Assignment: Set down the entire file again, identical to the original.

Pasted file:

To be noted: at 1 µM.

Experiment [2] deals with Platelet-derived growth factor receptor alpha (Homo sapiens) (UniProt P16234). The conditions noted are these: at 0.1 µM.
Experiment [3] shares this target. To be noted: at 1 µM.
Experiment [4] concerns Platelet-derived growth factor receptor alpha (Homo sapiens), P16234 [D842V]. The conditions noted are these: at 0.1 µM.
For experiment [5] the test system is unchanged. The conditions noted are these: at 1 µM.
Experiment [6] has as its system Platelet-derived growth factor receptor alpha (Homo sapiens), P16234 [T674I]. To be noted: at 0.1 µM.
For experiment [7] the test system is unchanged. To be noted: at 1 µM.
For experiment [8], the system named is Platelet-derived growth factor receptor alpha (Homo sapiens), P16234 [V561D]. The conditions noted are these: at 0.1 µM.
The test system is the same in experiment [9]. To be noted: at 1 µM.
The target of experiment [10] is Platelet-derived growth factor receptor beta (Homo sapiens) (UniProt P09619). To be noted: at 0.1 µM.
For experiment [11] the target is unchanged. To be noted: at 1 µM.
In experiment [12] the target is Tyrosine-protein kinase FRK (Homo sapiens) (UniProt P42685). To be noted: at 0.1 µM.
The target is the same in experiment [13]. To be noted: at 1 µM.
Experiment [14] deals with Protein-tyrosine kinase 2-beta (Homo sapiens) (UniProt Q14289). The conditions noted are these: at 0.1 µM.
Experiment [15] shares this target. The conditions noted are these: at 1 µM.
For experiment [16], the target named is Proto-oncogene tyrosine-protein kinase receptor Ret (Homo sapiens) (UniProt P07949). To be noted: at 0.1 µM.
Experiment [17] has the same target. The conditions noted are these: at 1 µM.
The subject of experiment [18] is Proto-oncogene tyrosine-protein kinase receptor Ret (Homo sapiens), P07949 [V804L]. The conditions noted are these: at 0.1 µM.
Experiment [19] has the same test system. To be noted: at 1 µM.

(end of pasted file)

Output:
To be noted: at 1 µM.

Experiment [2] deals with Platelet-derived growth factor receptor alpha (Homo sapiens) (UniProt P16234). The conditions noted are these: at 0.1 µM.
Experiment [3] shares this target. To be noted: at 1 µM.
Experiment [4] concerns Platelet-derived growth factor receptor alpha (Homo sapiens), P16234 [D842V]. The conditions noted are these: at 0.1 µM.
For experiment [5] the test system is unchanged. The conditions noted are these: at 1 µM.
Experiment [6] has as its system Platelet-derived growth factor receptor alpha (Homo sapiens), P16234 [T674I]. To be noted: at 0.1 µM.
For experiment [7] the test system is unchanged. To be noted: at 1 µM.
For experiment [8], the system named is Platelet-derived growth factor receptor alpha (Homo sapiens), P16234 [V561D]. The conditions noted are these: at 0.1 µM.
The test system is the same in experiment [9]. To be noted: at 1 µM.
The target of experiment [10] is Platelet-derived growth factor receptor beta (Homo sapiens) (UniProt P09619). To be noted: at 0.1 µM.
For experiment [11] the target is unchanged. To be noted: at 1 µM.
In experiment [12] the target is Tyrosine-protein kinase FRK (Homo sapiens) (UniProt P42685). To be noted: at 0.1 µM.
The target is the same in experiment [13]. To be noted: at 1 µM.
Experiment [14] deals with Protein-tyrosine kinase 2-beta (Homo sapiens) (UniProt Q14289). The conditions noted are these: at 0.1 µM.
Experiment [15] shares this target. The conditions noted are these: at 1 µM.
For experiment [16], the target named is Proto-oncogene tyrosine-protein kinase receptor Ret (Homo sapiens) (UniProt P07949). To be noted: at 0.1 µM.
Experiment [17] has the same target. The conditions noted are these: at 1 µM.
The subject of experiment [18] is Proto-oncogene tyrosine-protein kinase receptor Ret (Homo sapiens), P07949 [V804L]. The conditions noted are these: at 0.1 µM.
Experiment [19] has the same test system. To be noted: at 1 µM.